Hart of Gutenberg

One of the Guardian blogs recently carried the rumour that Google might buy the Opera browser. It duly noted that both Google and Opera denied any such deal, but still it ran the story. Anything that Google does is news, even when it is only copying others.

Reams have been written about Google and Yahoo’s grand plans to digitise entire libraries, but they are not likely to allow whole books to be downloaded for free. One can already do that — download the classics for free — from Project Gutenberg, the great online free library.  The Wall Street Journal caught up with the man who made it possible — Michael Hart. Unlike Project Gutenberg, however, the Wall Street Journal doesn’t give away anything for free. So thanks to Anil Dash who posted a link to the interview.

Hart, who started Project Gutenberg way back in  1971 creating electronic books for storage in bulky university computers, feels shabbily treated by Google. They approached him before going public with their project last year, he said, but then “they sort of talked us out the door”. “It’s not that we don’t want to work with them. Google didn’t want to have anything to do with us,” he said.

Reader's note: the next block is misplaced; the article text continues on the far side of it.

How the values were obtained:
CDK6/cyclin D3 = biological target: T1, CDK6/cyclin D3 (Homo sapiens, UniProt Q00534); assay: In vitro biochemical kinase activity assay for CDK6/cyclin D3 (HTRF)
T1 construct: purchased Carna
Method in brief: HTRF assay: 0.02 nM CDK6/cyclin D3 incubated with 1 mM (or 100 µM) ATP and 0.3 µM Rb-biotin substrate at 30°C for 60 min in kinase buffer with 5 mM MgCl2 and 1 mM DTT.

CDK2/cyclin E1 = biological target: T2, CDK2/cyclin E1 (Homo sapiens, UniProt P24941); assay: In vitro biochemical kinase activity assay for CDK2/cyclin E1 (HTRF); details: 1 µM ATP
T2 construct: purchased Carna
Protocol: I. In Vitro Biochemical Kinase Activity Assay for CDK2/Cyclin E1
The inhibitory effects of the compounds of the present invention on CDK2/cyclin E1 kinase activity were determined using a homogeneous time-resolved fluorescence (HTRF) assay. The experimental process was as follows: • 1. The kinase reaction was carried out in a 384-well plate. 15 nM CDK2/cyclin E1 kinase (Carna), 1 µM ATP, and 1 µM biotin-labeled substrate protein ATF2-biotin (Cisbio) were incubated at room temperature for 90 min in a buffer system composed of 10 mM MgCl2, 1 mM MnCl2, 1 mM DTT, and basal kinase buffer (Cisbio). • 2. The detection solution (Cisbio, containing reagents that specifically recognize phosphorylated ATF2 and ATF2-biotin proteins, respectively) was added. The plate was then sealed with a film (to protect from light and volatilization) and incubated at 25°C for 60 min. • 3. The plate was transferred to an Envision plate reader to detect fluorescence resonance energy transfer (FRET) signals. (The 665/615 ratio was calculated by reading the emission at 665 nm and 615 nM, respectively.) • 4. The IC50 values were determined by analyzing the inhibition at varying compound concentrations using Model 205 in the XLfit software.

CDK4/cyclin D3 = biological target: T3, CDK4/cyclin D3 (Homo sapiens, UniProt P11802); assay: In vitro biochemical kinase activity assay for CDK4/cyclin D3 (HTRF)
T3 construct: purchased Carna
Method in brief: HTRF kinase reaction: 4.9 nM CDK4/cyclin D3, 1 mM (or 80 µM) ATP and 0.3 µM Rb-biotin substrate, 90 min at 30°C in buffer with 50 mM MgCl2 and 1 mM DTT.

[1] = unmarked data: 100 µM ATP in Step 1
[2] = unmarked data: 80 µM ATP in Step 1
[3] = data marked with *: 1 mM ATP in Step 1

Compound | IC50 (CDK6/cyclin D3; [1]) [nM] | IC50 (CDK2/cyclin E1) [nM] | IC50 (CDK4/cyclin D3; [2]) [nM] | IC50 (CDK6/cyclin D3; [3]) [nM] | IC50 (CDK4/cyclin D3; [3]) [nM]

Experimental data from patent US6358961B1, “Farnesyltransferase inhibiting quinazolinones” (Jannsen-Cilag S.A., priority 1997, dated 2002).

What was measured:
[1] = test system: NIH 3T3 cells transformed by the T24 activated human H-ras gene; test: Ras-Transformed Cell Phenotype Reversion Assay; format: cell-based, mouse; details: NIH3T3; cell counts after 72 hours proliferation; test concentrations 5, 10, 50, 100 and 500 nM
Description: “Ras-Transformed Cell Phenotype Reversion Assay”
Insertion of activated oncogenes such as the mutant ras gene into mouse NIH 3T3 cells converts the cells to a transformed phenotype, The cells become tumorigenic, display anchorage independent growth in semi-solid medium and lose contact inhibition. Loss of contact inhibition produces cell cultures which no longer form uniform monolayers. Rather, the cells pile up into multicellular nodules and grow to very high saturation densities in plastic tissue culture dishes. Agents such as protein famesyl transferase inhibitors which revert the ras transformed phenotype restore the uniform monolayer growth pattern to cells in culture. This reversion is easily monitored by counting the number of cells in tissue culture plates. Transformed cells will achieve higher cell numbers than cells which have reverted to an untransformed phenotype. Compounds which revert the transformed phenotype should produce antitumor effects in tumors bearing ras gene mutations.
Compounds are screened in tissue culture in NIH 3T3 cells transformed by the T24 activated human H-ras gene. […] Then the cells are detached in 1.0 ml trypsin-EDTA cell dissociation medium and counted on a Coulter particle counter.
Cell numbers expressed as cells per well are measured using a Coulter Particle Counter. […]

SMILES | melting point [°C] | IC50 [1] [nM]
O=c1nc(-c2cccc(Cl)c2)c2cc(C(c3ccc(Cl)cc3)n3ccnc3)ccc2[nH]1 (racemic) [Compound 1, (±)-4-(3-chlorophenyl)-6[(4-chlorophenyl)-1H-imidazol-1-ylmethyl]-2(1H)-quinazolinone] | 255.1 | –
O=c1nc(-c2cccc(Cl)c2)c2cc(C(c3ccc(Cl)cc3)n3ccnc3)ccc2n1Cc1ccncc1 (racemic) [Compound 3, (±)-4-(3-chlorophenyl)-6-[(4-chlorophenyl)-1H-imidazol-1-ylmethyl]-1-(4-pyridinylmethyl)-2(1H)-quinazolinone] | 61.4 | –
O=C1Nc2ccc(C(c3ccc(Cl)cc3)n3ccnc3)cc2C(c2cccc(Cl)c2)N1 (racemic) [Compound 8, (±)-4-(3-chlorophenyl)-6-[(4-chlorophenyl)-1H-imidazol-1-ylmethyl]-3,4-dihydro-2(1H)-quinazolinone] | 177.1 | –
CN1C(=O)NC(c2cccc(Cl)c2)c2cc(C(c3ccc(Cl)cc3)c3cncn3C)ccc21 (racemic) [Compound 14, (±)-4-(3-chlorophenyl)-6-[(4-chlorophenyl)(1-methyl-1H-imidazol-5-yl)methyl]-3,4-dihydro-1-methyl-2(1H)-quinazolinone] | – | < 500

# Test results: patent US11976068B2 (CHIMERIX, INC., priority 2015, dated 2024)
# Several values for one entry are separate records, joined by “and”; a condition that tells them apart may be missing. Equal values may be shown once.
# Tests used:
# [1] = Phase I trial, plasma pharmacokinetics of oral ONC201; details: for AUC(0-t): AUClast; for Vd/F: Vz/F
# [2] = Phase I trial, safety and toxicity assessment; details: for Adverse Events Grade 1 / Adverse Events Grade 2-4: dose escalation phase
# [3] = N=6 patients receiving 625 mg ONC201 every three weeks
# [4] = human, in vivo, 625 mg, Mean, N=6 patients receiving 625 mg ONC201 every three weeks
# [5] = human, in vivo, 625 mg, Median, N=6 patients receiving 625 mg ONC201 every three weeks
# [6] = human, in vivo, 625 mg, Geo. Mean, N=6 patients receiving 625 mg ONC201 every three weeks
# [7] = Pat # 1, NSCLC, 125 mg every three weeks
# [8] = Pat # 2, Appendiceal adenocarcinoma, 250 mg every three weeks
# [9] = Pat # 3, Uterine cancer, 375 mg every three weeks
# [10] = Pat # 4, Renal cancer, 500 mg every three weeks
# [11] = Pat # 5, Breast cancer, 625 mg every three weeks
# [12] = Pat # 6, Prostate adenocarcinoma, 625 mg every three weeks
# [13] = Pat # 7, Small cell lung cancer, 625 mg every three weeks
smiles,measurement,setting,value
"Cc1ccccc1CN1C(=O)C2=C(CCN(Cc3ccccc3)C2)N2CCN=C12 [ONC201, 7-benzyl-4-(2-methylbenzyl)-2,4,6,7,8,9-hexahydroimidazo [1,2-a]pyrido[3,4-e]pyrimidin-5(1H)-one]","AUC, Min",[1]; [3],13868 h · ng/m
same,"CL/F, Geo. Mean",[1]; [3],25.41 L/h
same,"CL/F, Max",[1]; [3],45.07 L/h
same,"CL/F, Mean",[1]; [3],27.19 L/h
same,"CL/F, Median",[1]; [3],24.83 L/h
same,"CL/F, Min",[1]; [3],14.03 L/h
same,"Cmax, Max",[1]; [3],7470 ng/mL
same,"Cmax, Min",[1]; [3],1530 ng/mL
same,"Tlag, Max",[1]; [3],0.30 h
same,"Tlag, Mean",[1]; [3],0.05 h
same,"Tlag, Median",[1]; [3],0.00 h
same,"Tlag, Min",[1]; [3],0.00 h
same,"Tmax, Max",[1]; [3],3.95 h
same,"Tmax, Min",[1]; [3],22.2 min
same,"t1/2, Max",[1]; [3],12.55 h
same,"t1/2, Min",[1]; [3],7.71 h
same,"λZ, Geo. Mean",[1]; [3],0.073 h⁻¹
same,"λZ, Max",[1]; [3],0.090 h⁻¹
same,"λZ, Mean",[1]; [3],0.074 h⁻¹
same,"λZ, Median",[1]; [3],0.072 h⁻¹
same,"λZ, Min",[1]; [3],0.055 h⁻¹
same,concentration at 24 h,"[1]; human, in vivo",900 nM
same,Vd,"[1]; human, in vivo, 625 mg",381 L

Project Gutenberg is different from what Google is doing, he added. “From the consumer’s point of view, if you’re trying to get a quotation from a book, you could get the book from Project Gutenberg and cut and paste, say, the whole “Hamlet” soliloquy. On Google, you can’t. Also, ours is totally non-commercial. You won’t find advertising on any of our pages.” 

Hart feels overshadowed by Google. “Google certainly got a billion dollars worth of publicity last December(when it announced its plans to digitise books). I think we should have at least been mentioned. If you watched the whole media explosion, Project Gutenberg wasn’t even mentioned. Anybody watching that would think that Google had just invented e-books.”

It’s all so true. But people know where to go for free books.

“In a typical week, there are at least a million downloads,” he said. “We get a lot of Thackeray downloads, a lot of James Joyce, a lot of Dickens. Pride and Prejudice is always up there. Sherlock Holmes is always up there.”

As for his favourite authors, “Alice in Wonderland was a family classic for us, and my dad was a Shakespeare professor. I do love Shakespeare.”

Enough quoted from the Wall Street Journal interview. The picture incidentally is from Hart’s own home page.

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